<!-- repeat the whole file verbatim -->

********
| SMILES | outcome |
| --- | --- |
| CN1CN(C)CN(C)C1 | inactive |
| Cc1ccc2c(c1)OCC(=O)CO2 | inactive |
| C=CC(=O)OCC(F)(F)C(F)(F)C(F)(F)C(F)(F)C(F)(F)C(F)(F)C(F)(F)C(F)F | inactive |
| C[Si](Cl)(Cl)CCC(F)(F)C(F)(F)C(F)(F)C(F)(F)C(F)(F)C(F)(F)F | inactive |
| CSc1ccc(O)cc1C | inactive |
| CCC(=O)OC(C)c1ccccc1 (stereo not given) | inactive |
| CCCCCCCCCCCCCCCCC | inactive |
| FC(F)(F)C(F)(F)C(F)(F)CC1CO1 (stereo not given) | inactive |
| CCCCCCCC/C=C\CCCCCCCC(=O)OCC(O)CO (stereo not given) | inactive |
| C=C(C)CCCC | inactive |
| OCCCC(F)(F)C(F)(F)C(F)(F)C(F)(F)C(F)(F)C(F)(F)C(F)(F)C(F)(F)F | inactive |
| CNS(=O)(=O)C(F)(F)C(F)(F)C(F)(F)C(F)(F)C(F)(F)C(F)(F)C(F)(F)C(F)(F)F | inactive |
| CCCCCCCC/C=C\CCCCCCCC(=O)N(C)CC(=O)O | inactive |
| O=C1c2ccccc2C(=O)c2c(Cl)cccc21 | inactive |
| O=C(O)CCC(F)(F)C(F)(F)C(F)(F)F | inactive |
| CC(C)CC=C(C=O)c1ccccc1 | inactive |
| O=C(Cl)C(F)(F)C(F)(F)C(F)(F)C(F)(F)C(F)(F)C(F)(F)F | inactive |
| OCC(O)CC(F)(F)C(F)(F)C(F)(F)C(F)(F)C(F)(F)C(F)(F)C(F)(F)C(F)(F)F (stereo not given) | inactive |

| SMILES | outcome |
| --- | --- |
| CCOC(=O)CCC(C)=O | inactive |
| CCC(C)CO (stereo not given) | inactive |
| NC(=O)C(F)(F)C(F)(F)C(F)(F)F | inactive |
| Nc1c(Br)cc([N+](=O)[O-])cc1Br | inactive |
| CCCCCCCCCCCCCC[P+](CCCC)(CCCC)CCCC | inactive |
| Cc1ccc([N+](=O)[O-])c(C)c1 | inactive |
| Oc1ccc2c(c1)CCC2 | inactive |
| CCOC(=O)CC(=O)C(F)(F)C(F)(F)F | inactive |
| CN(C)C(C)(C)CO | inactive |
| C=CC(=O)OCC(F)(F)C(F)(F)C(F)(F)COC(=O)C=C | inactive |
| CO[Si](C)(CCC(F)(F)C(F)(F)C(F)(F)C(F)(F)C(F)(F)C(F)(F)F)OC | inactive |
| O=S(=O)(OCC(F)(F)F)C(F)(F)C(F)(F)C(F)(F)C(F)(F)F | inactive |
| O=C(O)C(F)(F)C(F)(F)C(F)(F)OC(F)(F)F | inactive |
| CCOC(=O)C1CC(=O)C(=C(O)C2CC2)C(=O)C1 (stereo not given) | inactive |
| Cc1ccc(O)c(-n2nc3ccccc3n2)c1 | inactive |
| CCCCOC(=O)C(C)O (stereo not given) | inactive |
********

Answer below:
| SMILES | outcome |
| --- | --- |
| CN1CN(C)CN(C)C1 | inactive |
| Cc1ccc2c(c1)OCC(=O)CO2 | inactive |
| C=CC(=O)OCC(F)(F)C(F)(F)C(F)(F)C(F)(F)C(F)(F)C(F)(F)C(F)(F)C(F)F | inactive |
| C[Si](Cl)(Cl)CCC(F)(F)C(F)(F)C(F)(F)C(F)(F)C(F)(F)C(F)(F)F | inactive |
| CSc1ccc(O)cc1C | inactive |
| CCC(=O)OC(C)c1ccccc1 (stereo not given) | inactive |
| CCCCCCCCCCCCCCCCC | inactive |
| FC(F)(F)C(F)(F)C(F)(F)CC1CO1 (stereo not given) | inactive |
| CCCCCCCC/C=C\CCCCCCCC(=O)OCC(O)CO (stereo not given) | inactive |
| C=C(C)CCCC | inactive |
| OCCCC(F)(F)C(F)(F)C(F)(F)C(F)(F)C(F)(F)C(F)(F)C(F)(F)C(F)(F)F | inactive |
| CNS(=O)(=O)C(F)(F)C(F)(F)C(F)(F)C(F)(F)C(F)(F)C(F)(F)C(F)(F)C(F)(F)F | inactive |
| CCCCCCCC/C=C\CCCCCCCC(=O)N(C)CC(=O)O | inactive |
| O=C1c2ccccc2C(=O)c2c(Cl)cccc21 | inactive |
| O=C(O)CCC(F)(F)C(F)(F)C(F)(F)F | inactive |
| CC(C)CC=C(C=O)c1ccccc1 | inactive |
| O=C(Cl)C(F)(F)C(F)(F)C(F)(F)C(F)(F)C(F)(F)C(F)(F)F | inactive |
| OCC(O)CC(F)(F)C(F)(F)C(F)(F)C(F)(F)C(F)(F)C(F)(F)C(F)(F)C(F)(F)F (stereo not given) | inactive |

| SMILES | outcome |
| --- | --- |
| CCOC(=O)CCC(C)=O | inactive |
| CCC(C)CO (stereo not given) | inactive |
| NC(=O)C(F)(F)C(F)(F)C(F)(F)F | inactive |
| Nc1c(Br)cc([N+](=O)[O-])cc1Br | inactive |
| CCCCCCCCCCCCCC[P+](CCCC)(CCCC)CCCC | inactive |
| Cc1ccc([N+](=O)[O-])c(C)c1 | inactive |
| Oc1ccc2c(c1)CCC2 | inactive |
| CCOC(=O)CC(=O)C(F)(F)C(F)(F)F | inactive |
| CN(C)C(C)(C)CO | inactive |
| C=CC(=O)OCC(F)(F)C(F)(F)C(F)(F)COC(=O)C=C | inactive |
| CO[Si](C)(CCC(F)(F)C(F)(F)C(F)(F)C(F)(F)C(F)(F)C(F)(F)F)OC | inactive |
| O=S(=O)(OCC(F)(F)F)C(F)(F)C(F)(F)C(F)(F)C(F)(F)F | inactive |
| O=C(O)C(F)(F)C(F)(F)C(F)(F)OC(F)(F)F | inactive |
| CCOC(=O)C1CC(=O)C(=C(O)C2CC2)C(=O)C1 (stereo not given) | inactive |
| Cc1ccc(O)c(-n2nc3ccccc3n2)c1 | inactive |
| CCCCOC(=O)C(C)O (stereo not given) | inactive |